Discussion Topics

Week 2

After reading and researching about Managing your Online Course, take a moment (or two) to reflect and describe what motivates you to want to teach in the online classroom. In what ways do you believe you will be effective and impact student learning in this medium of teaching? Next, write down one of the biggest concerns or challenges you think you will face when teaching online. Describe how you will address the concerns or challenges.


Week 4

Select one of the following prompts:

1. Assessment Strategies: As you develop (or enhance) your online/hybrid course, think of the variety of assessment techniques covered in this module. Recall that assessment ought to be developed in relationship to course concepts, problem solving, and critical thinking while fundamentally creating a learning-centered environment. With this in mind, formulate your approach and outline your assessment strategies in your online/hybrid course. Which of these assessment areas would you consider your current strengths? Where do you see opportunities for growth/improvement?

2. Learning-Centered Assessment: After reading the provided resources on self-evaluated and self-directed heutagogical learning, describe your initial thoughts about designing an entire online/blended course or even just an assignment around these ideas/methods. Will you (or have you) consider these approaches? Why or why not? If so, briefly outline your idea(s). The resources that were provided to you were just a start. Feel free to research more to gain additional traction on these types of assessment.


Week 7

For this week’s Communication Exemplar, complete the following activity and answer the questions in your post:

  • Have you heard about Open Educational Resources (OERs) before this module? In what context?
  • Perform research looking for OERs in your field. Choose from the main list of OER databases provided in the Read + Resources area.
  • What were you able to find any OERs that could be of value to your teaching?
  • What value do you see in OERs in educational settings?
  • How have you worked under the constraints of copyright when delivering content in your classes?
  • What additional questions about OERs and copyright do you have, in general?

4 thoughts on “Discussion Topics

  1. First to say: I apologize to all that I am only just posting for the first time now.
    What motivates me to teach online? Our School (of Nursing at Emory) has made the decision to try and address the upcoming disaster of health provider shortages in rural Georgia, particularly in maternal-child health. I don’t know if folks know that Georgia ranks #1 in the USA for maternal mortality, and #8 for infant mortality (most of which takes place in babies in the first 28 days of life). The mortality is focused disproportionately among low income African American women in rural areas or specific neighborhoods in urban areas. Also, the OB-Gyn providers in rural Georgia are retiring at a rapid rate, and so community hospitals with labor and delivery units are closing as well. There is a vast amount of evidence both in the US and globally that well-trained, well supported midwives can make a huge impact on decreasing maternal-newborn mortality. Emory is the only university in Georgia with an education program for nurse-midwives. The cost and the location of Emory makes it unlikely that nurses in rural Georgia would come to Emory. We are in process of developing an agreement with Valdosta State University nursing program that trains Family Nurse Practitioners to provide a post-master’s certificate online for nurse-midwifery – to build a midwifery workforce in rural Georgia. This has been the original impetus for my learning to teach online.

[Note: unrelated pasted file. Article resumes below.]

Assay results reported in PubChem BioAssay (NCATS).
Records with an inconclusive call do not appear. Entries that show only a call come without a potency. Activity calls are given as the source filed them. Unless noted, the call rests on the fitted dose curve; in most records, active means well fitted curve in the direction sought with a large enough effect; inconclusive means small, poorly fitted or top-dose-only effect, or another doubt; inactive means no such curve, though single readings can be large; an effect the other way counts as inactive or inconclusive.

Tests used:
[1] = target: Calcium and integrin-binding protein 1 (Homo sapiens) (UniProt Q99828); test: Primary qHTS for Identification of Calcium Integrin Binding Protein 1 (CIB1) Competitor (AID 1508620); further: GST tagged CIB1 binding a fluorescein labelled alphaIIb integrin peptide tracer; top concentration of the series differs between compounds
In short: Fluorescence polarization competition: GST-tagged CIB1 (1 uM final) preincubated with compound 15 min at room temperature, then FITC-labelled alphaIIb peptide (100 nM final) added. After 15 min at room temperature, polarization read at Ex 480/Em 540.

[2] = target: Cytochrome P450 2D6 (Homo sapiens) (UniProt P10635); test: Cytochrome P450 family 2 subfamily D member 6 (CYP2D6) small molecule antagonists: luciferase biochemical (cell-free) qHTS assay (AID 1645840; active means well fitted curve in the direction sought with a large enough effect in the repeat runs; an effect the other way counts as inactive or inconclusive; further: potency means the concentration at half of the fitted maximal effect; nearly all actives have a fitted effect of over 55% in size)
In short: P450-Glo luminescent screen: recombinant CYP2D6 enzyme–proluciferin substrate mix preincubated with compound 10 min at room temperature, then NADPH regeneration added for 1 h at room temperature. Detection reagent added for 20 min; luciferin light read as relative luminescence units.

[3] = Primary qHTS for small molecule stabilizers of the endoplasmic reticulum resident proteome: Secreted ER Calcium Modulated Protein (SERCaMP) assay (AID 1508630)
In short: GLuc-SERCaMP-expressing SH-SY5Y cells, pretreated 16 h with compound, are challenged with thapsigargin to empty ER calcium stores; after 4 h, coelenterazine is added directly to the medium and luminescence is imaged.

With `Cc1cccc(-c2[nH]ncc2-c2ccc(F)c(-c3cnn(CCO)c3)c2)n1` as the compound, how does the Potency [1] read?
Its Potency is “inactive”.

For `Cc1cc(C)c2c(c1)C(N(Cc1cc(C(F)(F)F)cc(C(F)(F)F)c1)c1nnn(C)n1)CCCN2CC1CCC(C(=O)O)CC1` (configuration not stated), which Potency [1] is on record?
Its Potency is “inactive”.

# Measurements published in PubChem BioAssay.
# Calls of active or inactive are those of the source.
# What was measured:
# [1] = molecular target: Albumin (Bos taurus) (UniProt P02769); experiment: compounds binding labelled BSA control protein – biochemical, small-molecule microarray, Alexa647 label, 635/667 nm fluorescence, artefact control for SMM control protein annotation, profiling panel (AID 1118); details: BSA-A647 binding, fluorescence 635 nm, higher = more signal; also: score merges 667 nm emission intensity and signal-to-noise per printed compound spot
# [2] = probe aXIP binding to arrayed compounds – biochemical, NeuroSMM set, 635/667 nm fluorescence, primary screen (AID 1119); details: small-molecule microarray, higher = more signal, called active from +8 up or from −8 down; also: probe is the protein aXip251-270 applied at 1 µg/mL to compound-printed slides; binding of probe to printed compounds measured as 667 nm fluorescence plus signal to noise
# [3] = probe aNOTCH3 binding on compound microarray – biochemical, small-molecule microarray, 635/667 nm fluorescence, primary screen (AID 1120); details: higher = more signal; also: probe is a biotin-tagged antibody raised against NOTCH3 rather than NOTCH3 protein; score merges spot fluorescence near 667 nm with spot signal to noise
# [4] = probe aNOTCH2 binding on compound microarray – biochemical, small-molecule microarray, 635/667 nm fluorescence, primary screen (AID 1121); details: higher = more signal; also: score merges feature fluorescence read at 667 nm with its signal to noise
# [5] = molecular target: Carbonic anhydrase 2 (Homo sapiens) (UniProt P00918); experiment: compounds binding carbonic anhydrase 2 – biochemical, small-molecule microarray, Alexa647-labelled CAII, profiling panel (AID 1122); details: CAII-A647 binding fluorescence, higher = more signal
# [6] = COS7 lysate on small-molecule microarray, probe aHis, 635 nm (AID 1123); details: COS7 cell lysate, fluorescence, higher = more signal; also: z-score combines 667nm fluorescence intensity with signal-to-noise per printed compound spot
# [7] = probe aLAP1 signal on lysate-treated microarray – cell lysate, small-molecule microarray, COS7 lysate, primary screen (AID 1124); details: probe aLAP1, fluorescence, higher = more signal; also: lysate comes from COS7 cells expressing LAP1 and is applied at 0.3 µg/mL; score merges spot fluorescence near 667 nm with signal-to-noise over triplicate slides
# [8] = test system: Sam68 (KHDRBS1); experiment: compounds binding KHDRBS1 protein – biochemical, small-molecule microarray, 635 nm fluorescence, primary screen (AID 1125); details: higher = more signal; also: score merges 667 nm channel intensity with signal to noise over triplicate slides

How effective will I be online? My strengths in face to face teaching are some of the ones Lin, Dyer and Guo called for online: I provide multiple modes of communication, I enjoy giving students opportunities for reflection, and I try to give lots of guidance and praise. So, I hope to bring these to online teaching.

    That said, this online teaching is a whole new world to me, so as I learn to navigate the online teaching universe, I am still in the “self” mode of early profession teachers that Lin et al., spoke about. Their framework, the idea of the self first, then task, then impact really reminded me of Riva Rubin’s framework of becoming a mother. First, she is “taking in,” then “taking hold,” and finally “letting go.” So a new mother spends the first few days like a deer in the headlights, what is going on? What does my baby need? What do I need to do? Oh and by the way this is very exhausting and scary to have all this responsibility and will my baby be okay with me as a mother?” All that type stuff.
    Then the task phase is like the taking hold phase, getting organized, trying to get everything done, managed, worked out, etc.
    Finally the letting go phase, which is where the new mother functions as a mother with the bigger picture in mind, able to focus on the baby as a developmental being, how does the baby fit into the bigger family structure, etc. etc.
    So my biggest challenge is how to leap from a novice teacher online in the self or taking in stage, to a more sophisticated teacher where I can let go of the anxiety and begin to really focus on the impact for the learner in this new environment.

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